The musical spoons that I acquired on my trip are composed of wood that consists of a smooth texture to the touch. The two conjoined spoons have their respective ends facing each other, with the scoops of the spoons positioned on opposite sides and the top spoon emblazoned with the manufacturer logo. The musical spoons in my instrument collection derive from Heritage Musical Spoons, a family-owned business from Quebec City founded by Richard Mathieu that has been actively crafting musical spoons since the late 1990s. Mathieu and his son construct their musical spoons in their workshop by hand using Canadian Maplewood.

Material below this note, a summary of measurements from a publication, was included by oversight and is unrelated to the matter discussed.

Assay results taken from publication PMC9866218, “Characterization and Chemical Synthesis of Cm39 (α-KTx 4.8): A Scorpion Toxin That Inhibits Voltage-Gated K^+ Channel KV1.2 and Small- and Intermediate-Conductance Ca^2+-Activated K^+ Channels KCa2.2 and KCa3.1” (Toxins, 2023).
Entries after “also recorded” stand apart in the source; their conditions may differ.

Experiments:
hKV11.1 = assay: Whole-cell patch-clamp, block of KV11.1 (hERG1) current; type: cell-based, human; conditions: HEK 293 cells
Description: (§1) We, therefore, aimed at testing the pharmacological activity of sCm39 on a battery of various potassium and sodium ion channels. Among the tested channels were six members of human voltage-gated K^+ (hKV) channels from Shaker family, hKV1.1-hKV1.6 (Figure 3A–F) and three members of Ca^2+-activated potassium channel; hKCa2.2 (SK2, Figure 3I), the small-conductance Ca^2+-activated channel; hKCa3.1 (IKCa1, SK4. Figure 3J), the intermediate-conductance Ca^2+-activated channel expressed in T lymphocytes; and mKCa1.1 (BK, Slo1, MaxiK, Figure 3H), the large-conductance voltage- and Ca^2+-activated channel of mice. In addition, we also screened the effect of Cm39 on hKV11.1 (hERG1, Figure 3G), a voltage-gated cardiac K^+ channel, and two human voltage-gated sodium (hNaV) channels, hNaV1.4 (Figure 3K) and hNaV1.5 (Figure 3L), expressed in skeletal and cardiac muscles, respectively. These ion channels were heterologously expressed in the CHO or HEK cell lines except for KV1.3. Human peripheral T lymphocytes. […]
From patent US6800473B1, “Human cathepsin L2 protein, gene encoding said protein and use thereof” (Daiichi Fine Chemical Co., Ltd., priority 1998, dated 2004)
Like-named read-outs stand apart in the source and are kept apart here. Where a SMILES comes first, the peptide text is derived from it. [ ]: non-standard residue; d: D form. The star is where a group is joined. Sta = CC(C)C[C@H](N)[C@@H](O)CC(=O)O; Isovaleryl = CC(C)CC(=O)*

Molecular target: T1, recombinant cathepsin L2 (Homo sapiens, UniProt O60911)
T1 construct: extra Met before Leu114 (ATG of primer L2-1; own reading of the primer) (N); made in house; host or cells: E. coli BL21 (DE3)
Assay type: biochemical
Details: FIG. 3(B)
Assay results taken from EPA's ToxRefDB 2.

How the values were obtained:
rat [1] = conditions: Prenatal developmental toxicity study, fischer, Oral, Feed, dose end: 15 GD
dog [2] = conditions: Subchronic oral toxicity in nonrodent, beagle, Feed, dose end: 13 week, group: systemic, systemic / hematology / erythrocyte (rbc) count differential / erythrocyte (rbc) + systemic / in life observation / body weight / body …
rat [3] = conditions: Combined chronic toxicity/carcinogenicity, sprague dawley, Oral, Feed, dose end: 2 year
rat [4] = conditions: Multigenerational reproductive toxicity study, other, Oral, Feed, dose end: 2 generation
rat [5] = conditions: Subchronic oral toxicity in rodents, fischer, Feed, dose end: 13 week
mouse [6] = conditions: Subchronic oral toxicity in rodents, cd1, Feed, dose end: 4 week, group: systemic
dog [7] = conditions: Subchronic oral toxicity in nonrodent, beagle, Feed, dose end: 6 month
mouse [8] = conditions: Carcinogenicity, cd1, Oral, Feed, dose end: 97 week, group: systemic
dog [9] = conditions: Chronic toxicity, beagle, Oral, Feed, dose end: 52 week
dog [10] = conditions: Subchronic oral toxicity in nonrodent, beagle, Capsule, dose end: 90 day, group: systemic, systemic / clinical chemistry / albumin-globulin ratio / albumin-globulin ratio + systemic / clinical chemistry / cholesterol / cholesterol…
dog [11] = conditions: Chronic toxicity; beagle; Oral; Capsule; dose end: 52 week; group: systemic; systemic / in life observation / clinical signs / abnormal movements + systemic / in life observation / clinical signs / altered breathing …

The pair of musical spoons from Heritage comes equipped with detailed textual and visual instructions for how to play the instrument. They are a deceptively simple percussive instrument that takes some practice to get used to the overall feel. Readers can find myriad video tutorials concerning how to play the musical spoons, including from Heritage themselves. Holding the musical spoons requires inserting the index finger of whichever dominant hand that the player wishes to use in the space between the two spoons and placing the thumb of the dominant hand on the top spoon. To produce effective tones with the musical spoons, the player must sit down with both feet positioned flat on the floor and knees bent. Using the other free hand, depending on which hand the player uses to hold the musical spoons, the player must position the free hand flat and steadily at a certain distance away from the spoons. Heritage recommends that people playing the musical spoons place their free hand six to eight inches away from the instrument. Moving the spoons back and forth from the lap of the leg to the free hand produces rhythms and tones. The player can alter the pitches of the spoons by positioning their free hand flat or cupped and can also apply different rhythmic patterns or speeds. One other trick with the musical spoons involves stretching the fingers of the free hand and scraping against them via the spoons for more complex rhythmic passages.